One of the reasons why Kotlin community is growing is that (starting from version 1.2) includes support for multiplatform projects. A Kotlin multiplatform project allows to compile the same code to multiple target platforms:
We can target 3 OS for Desktop, the 2 most popular OS for mobile, and Raspberry Pi!
That’s the theory. Let’s check how it looks in practice.
Starting with Kotlin/Native is not easy. Unfortunately there is no dedicated IDE for Kotlin/Native development. The only one in JetBrains family which supports it at this time is CLion, which is problematic for projects looking to be multiplatform with JVM, JS or iOS. And the biggest problem, in my opinion, is that CLion doesn’t support Gradle...
Let’s start our adventure with installing CLion. In order to use Kotlin in our projects, we have to install a couple of plugins, namely the Kotlin plugin which provides core support for the language, and the Kotlin/Native plugin which adds functionality for native support. Moreover, the second plugin give us a couple of existing projects templates. I would recommend you to use the CLion Early Access Program builds, because it contains support for most recent Kotlin/Native plugins.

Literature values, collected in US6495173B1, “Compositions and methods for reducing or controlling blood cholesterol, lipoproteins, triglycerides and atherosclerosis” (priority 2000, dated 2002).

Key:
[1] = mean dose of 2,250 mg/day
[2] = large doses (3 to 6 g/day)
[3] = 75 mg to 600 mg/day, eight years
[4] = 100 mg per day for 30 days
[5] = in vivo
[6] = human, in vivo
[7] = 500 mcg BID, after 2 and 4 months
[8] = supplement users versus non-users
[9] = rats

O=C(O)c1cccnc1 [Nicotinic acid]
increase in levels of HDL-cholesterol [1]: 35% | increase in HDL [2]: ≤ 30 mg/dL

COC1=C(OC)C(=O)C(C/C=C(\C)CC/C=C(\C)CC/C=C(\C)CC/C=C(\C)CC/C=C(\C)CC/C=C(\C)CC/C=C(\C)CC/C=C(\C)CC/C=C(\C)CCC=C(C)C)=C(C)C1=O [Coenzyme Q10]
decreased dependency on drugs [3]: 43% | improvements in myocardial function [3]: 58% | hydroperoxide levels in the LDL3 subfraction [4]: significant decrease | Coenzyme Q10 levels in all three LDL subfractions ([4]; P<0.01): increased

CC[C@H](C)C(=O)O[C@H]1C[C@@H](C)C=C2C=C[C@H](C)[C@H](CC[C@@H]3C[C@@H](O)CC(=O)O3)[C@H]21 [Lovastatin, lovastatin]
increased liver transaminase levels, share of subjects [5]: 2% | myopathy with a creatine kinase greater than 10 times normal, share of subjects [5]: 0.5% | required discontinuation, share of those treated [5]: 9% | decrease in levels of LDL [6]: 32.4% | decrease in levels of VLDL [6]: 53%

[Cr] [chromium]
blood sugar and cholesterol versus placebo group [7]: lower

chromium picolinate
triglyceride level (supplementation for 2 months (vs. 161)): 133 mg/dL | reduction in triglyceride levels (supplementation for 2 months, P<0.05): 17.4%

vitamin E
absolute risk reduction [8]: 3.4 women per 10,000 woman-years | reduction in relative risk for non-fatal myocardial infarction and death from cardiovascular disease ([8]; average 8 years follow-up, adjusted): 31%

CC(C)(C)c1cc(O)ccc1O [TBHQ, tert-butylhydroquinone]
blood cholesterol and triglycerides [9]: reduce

One more important thing - In order to be able to use CLion, we need to have our project defined using CMake. The Gradle plugins provides us a convenient way to do this using the command: generateCMake. The result is a new file named CMakeLists.txt which allows us to open the project in CLion.
To sum up, we gained some basic knowledge about Kotlin/Native and sample project setup. As you could read there are some pros of using it in our applications, but there are many cons that makes Kotlin/Native really hard to use:
CLion is the only IDE which supports Kotlin/Native, which is problematic for multiplatform projects
CLion doesn’t support Gradle
Lack of API documentation
Lack of support for Kotlin/Native in multiplatform project
Still no stable version
Kotlin Native is still under development, but in my opinion it looks like it can be a great tool in the nearest future.
Despite all the cons I’ve mentioned above I would like to encourage you to give Kotlin/Native a try!